11/05/04 and 11/06/04 - TROIS-RIVIERES METALFEST IV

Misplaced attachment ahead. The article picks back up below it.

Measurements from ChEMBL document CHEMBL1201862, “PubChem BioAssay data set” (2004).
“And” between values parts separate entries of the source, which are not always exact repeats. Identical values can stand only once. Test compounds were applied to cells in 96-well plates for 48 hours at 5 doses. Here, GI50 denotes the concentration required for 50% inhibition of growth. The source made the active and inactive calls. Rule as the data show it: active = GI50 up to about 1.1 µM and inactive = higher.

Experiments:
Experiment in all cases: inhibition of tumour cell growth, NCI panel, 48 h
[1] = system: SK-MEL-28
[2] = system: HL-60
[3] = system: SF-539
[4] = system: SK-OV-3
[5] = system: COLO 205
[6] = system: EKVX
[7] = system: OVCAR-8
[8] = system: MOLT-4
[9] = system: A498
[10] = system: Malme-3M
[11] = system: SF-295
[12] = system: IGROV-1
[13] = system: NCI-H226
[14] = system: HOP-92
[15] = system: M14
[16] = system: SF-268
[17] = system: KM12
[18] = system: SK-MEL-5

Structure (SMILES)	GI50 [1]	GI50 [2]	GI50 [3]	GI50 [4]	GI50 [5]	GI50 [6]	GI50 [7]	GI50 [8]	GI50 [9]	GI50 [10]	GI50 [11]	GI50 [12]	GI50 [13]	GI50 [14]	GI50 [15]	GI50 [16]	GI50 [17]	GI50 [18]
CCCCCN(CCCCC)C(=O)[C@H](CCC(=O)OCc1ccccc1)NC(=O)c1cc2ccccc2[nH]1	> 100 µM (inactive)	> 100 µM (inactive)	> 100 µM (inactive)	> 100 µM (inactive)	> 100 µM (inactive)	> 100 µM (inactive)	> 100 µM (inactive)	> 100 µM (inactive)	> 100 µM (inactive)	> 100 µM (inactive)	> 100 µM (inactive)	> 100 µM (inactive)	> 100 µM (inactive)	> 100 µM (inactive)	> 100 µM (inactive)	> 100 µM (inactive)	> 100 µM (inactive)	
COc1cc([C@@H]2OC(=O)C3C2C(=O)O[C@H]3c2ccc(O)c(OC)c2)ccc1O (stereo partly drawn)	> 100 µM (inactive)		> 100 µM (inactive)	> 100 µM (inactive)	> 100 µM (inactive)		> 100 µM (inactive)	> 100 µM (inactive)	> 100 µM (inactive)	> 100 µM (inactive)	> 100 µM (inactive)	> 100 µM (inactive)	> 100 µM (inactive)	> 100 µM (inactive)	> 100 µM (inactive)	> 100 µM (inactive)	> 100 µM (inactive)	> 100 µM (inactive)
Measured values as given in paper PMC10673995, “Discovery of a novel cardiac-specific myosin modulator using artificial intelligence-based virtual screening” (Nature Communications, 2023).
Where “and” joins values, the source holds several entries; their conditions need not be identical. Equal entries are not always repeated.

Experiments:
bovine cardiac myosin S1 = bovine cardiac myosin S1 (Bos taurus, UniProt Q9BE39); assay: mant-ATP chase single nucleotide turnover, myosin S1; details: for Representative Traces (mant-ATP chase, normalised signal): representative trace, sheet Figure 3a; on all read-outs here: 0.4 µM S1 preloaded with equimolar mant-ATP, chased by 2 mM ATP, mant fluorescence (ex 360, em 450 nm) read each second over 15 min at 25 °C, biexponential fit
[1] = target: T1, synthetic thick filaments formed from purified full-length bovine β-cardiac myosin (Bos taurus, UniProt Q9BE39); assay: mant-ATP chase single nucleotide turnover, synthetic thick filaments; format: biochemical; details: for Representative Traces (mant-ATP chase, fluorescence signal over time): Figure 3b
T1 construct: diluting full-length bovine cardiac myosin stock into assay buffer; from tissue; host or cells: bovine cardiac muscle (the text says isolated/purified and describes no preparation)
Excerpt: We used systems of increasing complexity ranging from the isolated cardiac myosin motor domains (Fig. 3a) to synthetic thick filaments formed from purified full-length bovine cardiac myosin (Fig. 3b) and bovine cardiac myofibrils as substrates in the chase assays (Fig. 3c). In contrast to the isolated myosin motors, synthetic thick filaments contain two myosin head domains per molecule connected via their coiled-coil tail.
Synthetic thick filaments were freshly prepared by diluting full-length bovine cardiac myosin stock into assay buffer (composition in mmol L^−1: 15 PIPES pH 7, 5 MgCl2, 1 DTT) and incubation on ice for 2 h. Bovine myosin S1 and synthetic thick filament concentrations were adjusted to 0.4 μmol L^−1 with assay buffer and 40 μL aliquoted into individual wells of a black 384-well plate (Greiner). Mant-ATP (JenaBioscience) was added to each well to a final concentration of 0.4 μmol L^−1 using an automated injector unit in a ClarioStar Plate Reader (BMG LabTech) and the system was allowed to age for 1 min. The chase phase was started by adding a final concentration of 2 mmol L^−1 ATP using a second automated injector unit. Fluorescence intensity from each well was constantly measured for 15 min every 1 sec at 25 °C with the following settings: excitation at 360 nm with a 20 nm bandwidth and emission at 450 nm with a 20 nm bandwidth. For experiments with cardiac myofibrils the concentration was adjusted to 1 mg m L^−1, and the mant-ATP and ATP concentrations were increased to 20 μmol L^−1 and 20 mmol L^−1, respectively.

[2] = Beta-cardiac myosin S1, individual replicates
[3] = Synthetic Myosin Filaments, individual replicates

The fourth annual Trois-Rivieres Metalfest went down in true timeless heavy metal fashion on the weekend of November 5th, 2004 at Le Maquisart. I'm an idiot for not going more often to Trois-Rivieres because it's a beautiful place with gorgeous young ladies, fresh air, and clean streets. Of course at 9pm Friday were some groups of working class adult men stumbling around on Des Forges drunk very early in the evening, but that's just the festive mood of downtown Trois-Rivieres. The bars were packed. A two day onslaught of the finest Canadian metal available was about to commence. Many of the best bands from the festival are on GALY RECORDS(http://www.galyrecords.com), a superb Montreal label growing in the international metal scene, and with good reason. They are Canada's answer to Willowtip Records in the US. The label also provided great compilation CDS to all attendees. Go check out the site and the webstore, then buy one of everything, NOW. Friday, November 5th The Payback (http://thepayback.qchc.com/) started off the show right on time around 7pm to an eager crowd already pretty dense in numbers for a band that surely a good part of the audience had never heard of. Well if any Quebec hardcore band currently has a chance of breaking out into the metal scene and the USA, it's The Payback, whose mostly metal-inspired downtuned riffs and mature gruff vocals adequately disguise these young kids as a determined, angry veteran unit on record. Live however their youth shines through, in a good way. They were enthusiastic about starting the show and used their short time slot well, playing all of the songs from their 2004 demo in addition to a new song Fill The Void, which although sounds like almost a direct rip from a couple of Santa Sangre songs (a big influence in Quebec), was well-executed. They had nothing to hide and weren't afraid to start the show, the crowd enjoyed them more than crowds usually enjoy a first opener, and the show was on with a hardcore band leading the way. Augury (http://www.augurymetal.com/) was next, and having recently released their superb debut album Concealed, these musical veterans were definitely one of the key bands of interest for metalheads seeking the cutting edge in extremity. They were shuffled into the evening too early and with too short a set time, but this is a band who rely solely on technical playing and other-wordly conceptual themes as opposed to image, so the band spoke very loudly no matter what time they played, and people took notice. Their setlist came from the new CD exclusively and was executed with the kind of precision you expect from musicians this good, the drummer Etienne Gallo who also plays in Neuraxis. The band showed off their modern take on Norwegian black metal with relentless fast playing, punishing grooves, and harmonies everywhere. The crowd loved them and I was very impressed. Magister Dixit (http://magisterdixit.cjb.net/), a skilled and epic black metal band played next, and with a blood-stained performance impressed the crowd already beaten into submission by Augury. They just released their new album Infernal Martyrism, which is a huge improvement over their first album Andar and the Curse of Azagath released four years ago. Musically comparable to Old Man's Child, but now without keyboards, Magister Dixit pulled off the convincing black metal act very well, with the music standing out above all else. Great stuff, the crowd did too. A Perfect Murder (http://www.xaperfectmurderx.net), the standout hardcore band on the bill, played next and really loosened up the crowd after the intense headbanging that honored the previous two bands. Mid-paced riffs and grooves seriously got the majority of the crowd into the performance, which is one of their last before three members leave the band to form a new one, Aced and Eights (http://acesandeights.qchc.com). Tonight however all members were unified and feeling the passion of their music, getting into their songs as much as the audience. They played songs mostly off their recent album Unbroken and a couple from Cease To Suffer, along with the Black Sabbath intro from their EP of covers. It surprised everyone including the band how much of a response they got. They rocked the house. Unexpect (http://www.unexpect.com/) brought the crowd back into metal mode with a flawless performance of tracks from last year's adventurous We, Invaders EP and even more varied new songs from their upcoming album on The End Records. A Galy Records protege, the seven-member Unexpect have been raising eyebrows everywhere with their unique take on black metal with operatic passages, international folk music tinges, prog metal parts, and interesting violin textures, all of which were pulled off perfectly live. Metal crowds are intelligent and they know a unique yet groundbreaking band when they see one, and Unexpect drew such a reaction. A great use of time and space in their music really sets them apart from older, more experienced bands in the genre, and is probably what will help them break new ground in scenes around the world. The crowd really loved these guys and gal. Misery Index (http://www.miseryindex.com), already marvels of the extreme metal scene, were second to last on the evening's bill, the only American band playing on either day, and certainly the biggest draw of the evening just ahead of Quo Vadis. Three-piece bands like Misery Index and Pig Destroyer are beginning to prove that like Motorhead, you can have a live sound with three members that devastates nine member bands on a consistent basis. Sparky Voyles' incessant grind, death, and hardcore riffs are what communicate the band's devastating attack most effectively, although they were slightly drowned out by the live mix of the rhythm section's rumble. Regardless, the band was tighter than the hijab on a muslim woman, and incessant headbanging ensued from the stage to the crowd. Their new drummer pulled off everything as on the original recordings, and every blast beat, breakdown, and speed verse devastated the pit. They played songs mostly off the Retaliate album, one song from the new and excellent Dissent EP, and a couple of others from their splits. Headlining the first night were the untouchable Quo Vadis (http://www.quovadis.qc.ca/), a Montreal melodic technical death group with already nearly four solid albums under their belt. Only a band this potent could be entitled to enlist bass legend Steve DiGiorgio (Sadus, Death, Testament) to perform on their new and superb long-awaited album Defiant Imagination. Having added new lead guitarist William Seghers, the band is set to become an international metal killing machine hopefully sooner than later. Fans of this difficult to reproduce style, in the vein of early Death, Cynic, and Atheist, need to embrace Quo Vadis as comparable to the aformentioned groups because their musical ability and sheer power is certainly comparable to them, from the mindblowing drums out to the vocals. Every detail was brought out in true form tonight, as they played numerous tracks from the new album and Day Into Night. The entire crowd was moved by the epic melodies integrated with the death and thrash structures. An essential climax to a show that really saw the crowd appreciate each band with no exceptions. Saturday, November 6th Opening the second night rather unceremoniously was Mythosis (http://www.mythosis.com/), a young band apparently rising in popularity to some degree, for reasons that need to be explained to me. All that I heard was a lame sound musically imitative of very basic Meshuggah and Lamb Of God, but actually closer to nu-metal bands like Static-X and Drowning Pool. The whiny, emotional vocals gave me my only headache of the entire weekend. Furthermore they had a keyboardist with dreadlocks, makeup, and a Blood For Blood shirt; an observation which still bewilders me. The crowd showed some respectful appreciation, mostly out of pity, in my opinion. There are many bands who would have been better suited for this opening slot. On a positive note, it definitely made the next band's job much easier. Torn Within (http://www.tornwithin.com/), another young band, are definitely influenced by melodic thrash and death metal but play a uniquely mid-paced and very interesting brand of metal that comes across as traditional in many respects. Their new album Allied with Bitterness was largely represented in their setlist, and the excellent Wild Studio-recorded album did extremely well in the live setting, impressing the crowd song after song. This is their debut album, nearly six years after their formation, a very wise move because now the band is known by their solid live performance and highly-memorable album rather than being nagged about embarassing old material. The honest and powerful vocals sound much like Chuck Schuldiner, and many of the slower melodic riffs are evocative of Symbolic-era Death. Their solid grooves got the crowd moving, and the death breaks incited a small pit. Definitely a band for people in the hardcore and metal scene to keep an eye on. Very catchy and very well-written stuff that came across perfectly live. If we refer to hardcore in the truest sense of the word, then GFK (http://www.gfkhardcore.com/) embodies it. They have already been to Europe and put out four albums, and are still a young band, but definitely not without convictions or a unique sound. Their live set began with a recorded interlude from Bowling For Columbine where a father is discussing how his son was shot in the face by one of the gunmen. Harsh. Then soon kicked in to a relentless set of blazing hardcore with traces of technical metal. Songs from their great new album If Liberty Isnâ€™t Given, It Should Be Taken and In Defiance Of Politics were played to a crowd that really loved it and didnâ€™t mind the assault of political messages either. Oddly enough they were the most left-of-center hardcore band in the festival but received one of the best reactions. Very passionate and apparently gaining some serious popularity in the international scene. Anhkrehg (http://www.anhkrehg.com/) were up next, possibly the most violent black metal band in the festival, and playing to a crowd who were very eager to see them. They've been a band for around ten years, releasing multiple albums, but their new album Against You All on Galy Records easily eclipses their earlier work, and it is that material which was showcased most eagerly at the show. A potent combination of classic black metal and death metal, Anhkrehg dress in wartime metal theme live just as war dominates their lyrical themes. They laid waste to the stage and the crowd, who showed some real appreciation for these maniacs. If any of the bands were not mentally sane, it was this band. Great stuff. Quebec's favorite deathgrind sons Despised Icon (http://www.despisedicon.com/) arrived onstage to many cheers from their friends and fans in the audience. Despite having released their pounding debut album Consumed By Your Poison a mere two years ago, only one track was played from it, the band choosing instead to perform newly-written material to be included on their upcoming Relapse split release and next album, which will be released on a major metal label...but I can't tell you which one. Their dual-vocalist attack never lets up, and their new drummer is technically precise to the degree that drummers have to be in an increasingly competitive tech metal scene. Their new material incorporates more breakdowns and grooves but still retains the classic Despised Icon sound. The band was thankful to the crowd and the crowd responded with glee. Ghoulunatics (http://www.ghoulunatics.com) played second to last and their rock, punk, hardcore approach meant they had to put on a really good show to compete with the technical brutality that many of the bands had beaten the crowd into submission with prior. And they did. Well-known for their energetic live shows, Ghoulunatics played a number of songs from their recent album Sabacthany, and also some from their classic Carving Into You and King Of The Undead albums. A Quebec favorite whose well-produced albums still don't do justice to their live performances, the crowd was quickly able to change pace for their anthemic rock metal, which many fans in the pit were loyally singing along to. They have an old fashioned early 90's sound which brings back memories of the simpler hard music of those days. I really enjoyed their performance and so did most of the crowd. Singer Pat Mireault recently performed some classic thrash songs with Black Cloud, the one-off Quebec-based all-star thrash metal tribute band consisting of ex-Voivod bassist Jean-Yves ThÃ©riault (a.k.a. Blacky), ex-Obliveon guitarist Pierre RÃ©millard, Martyr guitarist Daniel Mongrain, Cryptopsy drummer Flo Mounier, and B.A.R.F. frontman Marc Vaillancourt. MP3 files of the entire show, including Slayer, Exodus, Kreator, Venom, and Possessed classics are available here: [www.voivodfan.com] Event headliners and world-famous grind, technical, death metal monsters Cryptopsy (http://www.cryptopsy.net) took the stage last with the venue packed to full capacity. The anticipation was huge and the crowd was chanting the band's name continuously until cheers overcame them with the band arriving onstage. Lord Worm was soft-spoken and evil-glared, ready to slay the audience with his uncontrollable vocals as he had just recently re-begun to do, having pleased audiences nationwide in Canada with the recently completed tour. Each of the members were smiling as the band clearly appreciated the overwhelming response. The sound was incredibly clear and also easily the loudest that it had been all night. Their performance was literally deafening. They played their second album None So Vile in its entirety, evoking a headbanging response from every person in attendance from front to back. Soonafter followed a mindblowing drum solo by the unimitable Flo Mounier, lasting close to 10 minutes and dropping jaws aplenty. Incredible. The band then played one song each from Blasphemy Made Flesh, Whisper Supremacy, and ...And Then You'll Beg, all pulled off flawlessly. They closed the set with Back To The Worms and Lord Worm eating worms while also feeding some to eager worm-eaters in the front row. A memorable hour-plus set of Cryptopsy finished off a very well organized Metalfest IV that showcased lots of new and veteran talent, not to mention a good portion of the Galy Records active roster. I expect to see many more hardcore kids in attendance next year, especially since most of the popular so-called hardcore bands today are actually metal bands. The bar for quality is set much higher in the metal scene which made for a top-notch show well worth the money. See you next year!